Clean energy technologies often rely on certain key metals which will be needed if they are to continue to expand. Two metals, in particular, lithium and cobalt, have seen supply chain fears in recent years, although many other metals are used.
Lithium, a soft, silvery-white metal that is also the lightest in the periodic table, is a crucial ingredient of lithium-ion batteries. These are used in everything from smartphones to electric vehicles (EVs), now their biggest consumer. The lithium-ion battery is the battery of choice for most car makers.
Cobalt, a silver-grey metal produced mainly as a byproduct of copper and nickel mining, is another essential component of the cathode in lithium-ion batteries. It also has diverse uses in other industrial and military applications.
Nickel is another ingredient needed for batteries and is expected to form an ever-larger proportion of future batteries. Nickel is already widely used elsewhere, notably in stainless steel, and mines are distributed among many different countries, meaning there is less concern over its supply.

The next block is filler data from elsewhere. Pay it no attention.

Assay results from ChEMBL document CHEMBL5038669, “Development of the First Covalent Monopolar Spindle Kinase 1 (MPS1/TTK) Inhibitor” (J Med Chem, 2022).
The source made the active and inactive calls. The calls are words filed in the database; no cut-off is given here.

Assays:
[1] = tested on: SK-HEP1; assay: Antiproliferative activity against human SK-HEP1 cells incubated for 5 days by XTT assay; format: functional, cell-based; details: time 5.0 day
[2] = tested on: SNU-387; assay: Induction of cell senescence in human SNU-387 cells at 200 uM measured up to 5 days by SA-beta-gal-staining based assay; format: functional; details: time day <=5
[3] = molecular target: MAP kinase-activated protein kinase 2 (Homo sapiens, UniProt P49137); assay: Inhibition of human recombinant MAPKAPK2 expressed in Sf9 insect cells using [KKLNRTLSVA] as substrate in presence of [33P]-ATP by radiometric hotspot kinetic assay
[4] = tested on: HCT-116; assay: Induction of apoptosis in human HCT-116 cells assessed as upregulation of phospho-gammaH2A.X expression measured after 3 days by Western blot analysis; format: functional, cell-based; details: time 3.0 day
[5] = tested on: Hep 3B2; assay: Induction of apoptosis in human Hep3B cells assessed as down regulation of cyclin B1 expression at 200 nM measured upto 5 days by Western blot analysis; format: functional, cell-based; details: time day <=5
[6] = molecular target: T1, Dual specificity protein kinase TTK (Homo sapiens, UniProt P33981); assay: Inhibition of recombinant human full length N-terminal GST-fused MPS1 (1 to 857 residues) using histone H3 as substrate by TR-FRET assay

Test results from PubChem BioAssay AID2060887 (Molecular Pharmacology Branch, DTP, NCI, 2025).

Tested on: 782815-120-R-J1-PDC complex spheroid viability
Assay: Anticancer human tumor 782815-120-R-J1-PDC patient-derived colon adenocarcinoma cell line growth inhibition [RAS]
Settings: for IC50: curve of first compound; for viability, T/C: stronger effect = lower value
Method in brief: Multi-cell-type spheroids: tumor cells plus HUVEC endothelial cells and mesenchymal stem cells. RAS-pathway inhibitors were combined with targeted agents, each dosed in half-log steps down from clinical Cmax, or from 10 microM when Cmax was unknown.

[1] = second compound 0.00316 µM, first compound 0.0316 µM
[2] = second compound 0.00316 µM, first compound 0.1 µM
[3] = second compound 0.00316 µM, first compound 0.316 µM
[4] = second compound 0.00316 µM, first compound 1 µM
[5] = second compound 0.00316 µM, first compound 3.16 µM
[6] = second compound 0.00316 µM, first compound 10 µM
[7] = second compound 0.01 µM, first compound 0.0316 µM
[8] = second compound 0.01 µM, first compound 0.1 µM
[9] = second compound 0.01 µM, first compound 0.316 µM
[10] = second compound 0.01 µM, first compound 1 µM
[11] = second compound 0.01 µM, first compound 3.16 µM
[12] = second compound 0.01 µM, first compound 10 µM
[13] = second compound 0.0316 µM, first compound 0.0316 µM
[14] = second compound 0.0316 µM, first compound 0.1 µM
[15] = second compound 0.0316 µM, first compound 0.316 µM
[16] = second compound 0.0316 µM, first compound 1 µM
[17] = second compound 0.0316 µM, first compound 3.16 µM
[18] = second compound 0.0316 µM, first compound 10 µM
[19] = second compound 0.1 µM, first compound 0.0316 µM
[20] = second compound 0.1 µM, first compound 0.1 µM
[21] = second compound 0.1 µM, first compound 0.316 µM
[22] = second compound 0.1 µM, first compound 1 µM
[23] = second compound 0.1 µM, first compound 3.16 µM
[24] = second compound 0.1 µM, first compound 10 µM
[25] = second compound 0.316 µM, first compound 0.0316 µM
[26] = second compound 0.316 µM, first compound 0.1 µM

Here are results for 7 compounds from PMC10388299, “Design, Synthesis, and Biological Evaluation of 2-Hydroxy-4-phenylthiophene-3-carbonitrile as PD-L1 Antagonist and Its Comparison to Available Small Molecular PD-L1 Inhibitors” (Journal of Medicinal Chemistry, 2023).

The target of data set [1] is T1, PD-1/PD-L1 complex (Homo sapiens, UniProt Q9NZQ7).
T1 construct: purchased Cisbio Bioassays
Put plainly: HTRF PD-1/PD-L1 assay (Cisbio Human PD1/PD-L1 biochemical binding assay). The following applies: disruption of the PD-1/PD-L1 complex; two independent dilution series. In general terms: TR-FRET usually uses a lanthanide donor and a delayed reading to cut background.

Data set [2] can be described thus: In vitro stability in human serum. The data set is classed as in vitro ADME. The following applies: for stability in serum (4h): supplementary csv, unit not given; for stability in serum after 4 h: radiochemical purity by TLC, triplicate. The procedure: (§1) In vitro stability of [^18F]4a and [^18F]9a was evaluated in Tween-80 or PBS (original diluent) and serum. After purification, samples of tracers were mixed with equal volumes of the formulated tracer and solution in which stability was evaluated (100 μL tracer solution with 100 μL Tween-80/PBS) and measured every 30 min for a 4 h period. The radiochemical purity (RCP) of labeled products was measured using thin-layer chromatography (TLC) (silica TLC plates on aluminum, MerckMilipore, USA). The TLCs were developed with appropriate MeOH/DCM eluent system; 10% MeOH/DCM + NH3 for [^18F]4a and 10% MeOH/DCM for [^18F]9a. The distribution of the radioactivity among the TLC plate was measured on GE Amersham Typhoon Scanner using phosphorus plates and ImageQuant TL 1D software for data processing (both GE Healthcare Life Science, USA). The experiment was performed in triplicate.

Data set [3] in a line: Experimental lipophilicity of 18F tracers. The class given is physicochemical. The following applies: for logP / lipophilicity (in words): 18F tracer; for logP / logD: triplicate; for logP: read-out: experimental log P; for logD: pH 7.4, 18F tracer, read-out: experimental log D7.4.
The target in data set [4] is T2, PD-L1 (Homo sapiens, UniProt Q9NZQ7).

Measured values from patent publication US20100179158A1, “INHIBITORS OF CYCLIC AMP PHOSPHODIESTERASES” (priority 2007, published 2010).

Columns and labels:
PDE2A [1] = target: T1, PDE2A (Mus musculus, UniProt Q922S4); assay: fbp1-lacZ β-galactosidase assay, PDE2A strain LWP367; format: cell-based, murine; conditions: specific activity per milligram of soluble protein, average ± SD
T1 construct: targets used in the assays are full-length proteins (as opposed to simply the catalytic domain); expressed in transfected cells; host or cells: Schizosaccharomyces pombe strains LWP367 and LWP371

Manganese is also used in batteries, as well as being an essential ingredient in steel and widely used elsewhere.
Copper is used as a conductor for wind power, as well as general wiring, motors, and coins. Both copper and manganese are among the most widely extracted metals in the world.
Rare-earth metals also known as rare-earth elements (REEs), are a group of 17 chemically similar elements. Each has unique properties, making them important components for a range of technologies from low-energy lighting and catalytic converters to the magnets used in wind turbines, EVs and computer hard drives. Neodymium and praseodymium, known together as “NdPr”, which are used in the magnets of electric motors, have particularly been in the news lately, due to rising demand and prices.
Reports from both the US and the EU have labelled REEs, cobalt and several others as critical materials, based on their importance to clean energy, high supply risk and lack of substitutes.
Many other metals are used to a larger or smaller extent in clean-energy production and low-carbon technology. Indium and gallium, for example, are used in the coatings of photovoltaic film and have also been identified by the EU report as critical materials.
A World Bank report released last year counted dozens of metals which could see a growing market with the rising use of wind, solar and batteries. The grid below, from the World Bank, shows the metals explored in its scenarios and their uses in different low-carbon technologies.
Rare metals – those, such as cobalt and REEs, produced in hundreds or thousands of tonnes per year rather than millions of tonnes, such as copper – are now the base of the world’s modern industries, including the clean-energy industry. The world is fast becoming as dependent on these metals as it is on oil.